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|Formation||30 April 1992|
|Type||Intergovernmental organization, Regulatory body, Advisory board|
|Chair of the UN Commission on Science and Technology for Development |
A Min Tjoa
|United Nations Economic and Social Council|
|Website||CSTD at unctad.org|
The United Nations Commission on Science and Technology for Development (CSTD) is a subsidiary body of the Economic and Social Council (ECOSOC), one of the six main organs of the United Nations. It was established by the General Assembly in its resolution 46/235 and provides overall direction to the related programme of work. The Commission is composed of 43 members and, pursuant to Economic and Social Council resolution 2002/37 meets on an annual basis and reports to the Council. In accordance with Council resolution 1993/75 the Commission receives specialized and technical advice from ad hoc panels and workshops that meet between sessions of the Commission to examine specific issues on science and technology for development. The UNCTAD secretariat provides substantive support to the Commission.
The commission met for the first time in April 1993 in New York City, USA. It replaced the former Intergovernmental Committee on Science and Technology for Development and its Advisory Committee created after the Vienna Conference on Science and Technology for Development in 1979. Since July 1993, the United Nations Conference on Trade and Development Secretariat has been responsible for the substantive servicing of the Commission. The Commission has subsequently met in Geneva, Switzerland, at the Palais des Nations.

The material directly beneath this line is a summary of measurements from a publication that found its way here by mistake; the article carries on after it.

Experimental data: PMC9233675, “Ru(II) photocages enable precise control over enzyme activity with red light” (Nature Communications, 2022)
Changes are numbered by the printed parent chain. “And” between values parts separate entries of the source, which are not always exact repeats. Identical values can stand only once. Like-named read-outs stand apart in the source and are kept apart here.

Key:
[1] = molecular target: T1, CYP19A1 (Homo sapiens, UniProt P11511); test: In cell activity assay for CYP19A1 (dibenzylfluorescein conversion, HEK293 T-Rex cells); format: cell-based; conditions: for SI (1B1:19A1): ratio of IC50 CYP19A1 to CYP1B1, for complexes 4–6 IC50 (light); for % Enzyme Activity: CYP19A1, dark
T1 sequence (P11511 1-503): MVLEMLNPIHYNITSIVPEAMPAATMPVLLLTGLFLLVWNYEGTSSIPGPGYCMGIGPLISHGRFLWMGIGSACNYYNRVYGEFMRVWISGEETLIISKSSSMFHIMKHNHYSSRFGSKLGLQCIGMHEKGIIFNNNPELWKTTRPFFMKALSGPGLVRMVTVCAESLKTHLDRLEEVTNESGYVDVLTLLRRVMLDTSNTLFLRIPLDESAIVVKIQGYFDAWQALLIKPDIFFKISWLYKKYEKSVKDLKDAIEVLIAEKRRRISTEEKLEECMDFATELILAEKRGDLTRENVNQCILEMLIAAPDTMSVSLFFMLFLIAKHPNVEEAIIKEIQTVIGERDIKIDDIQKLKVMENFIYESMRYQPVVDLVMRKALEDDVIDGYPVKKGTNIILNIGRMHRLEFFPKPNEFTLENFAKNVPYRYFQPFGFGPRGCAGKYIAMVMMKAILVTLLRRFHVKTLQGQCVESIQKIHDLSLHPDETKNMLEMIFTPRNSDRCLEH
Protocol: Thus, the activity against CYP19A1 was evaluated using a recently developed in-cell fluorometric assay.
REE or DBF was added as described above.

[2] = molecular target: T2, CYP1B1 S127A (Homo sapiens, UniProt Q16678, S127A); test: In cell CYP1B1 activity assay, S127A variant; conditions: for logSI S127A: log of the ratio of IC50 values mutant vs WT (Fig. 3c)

The CSTD was established to provide the General Assembly and the Economic and Social Council with high-level advice on relevant issues through analysis and appropriate policy recommendations or options. This is done in order to enable those organs to guide the future work of the United Nations, develop common policies and agree on appropriate actions.
Atta ur Rahman (scientist) is currently the Chairman of the Commission on Science and Technology for Development.
The commission has forty-three member states elected by ECOSOC for a term of four years. Experts nominated by their respective governments are supposed to possess the necessary qualifications and professional or scientific knowledge. The commission has eleven members from African States, nine members from Asian States, eight members from Latin American and Caribbean States, five members from Eastern European States, and ten members from Western European and other States.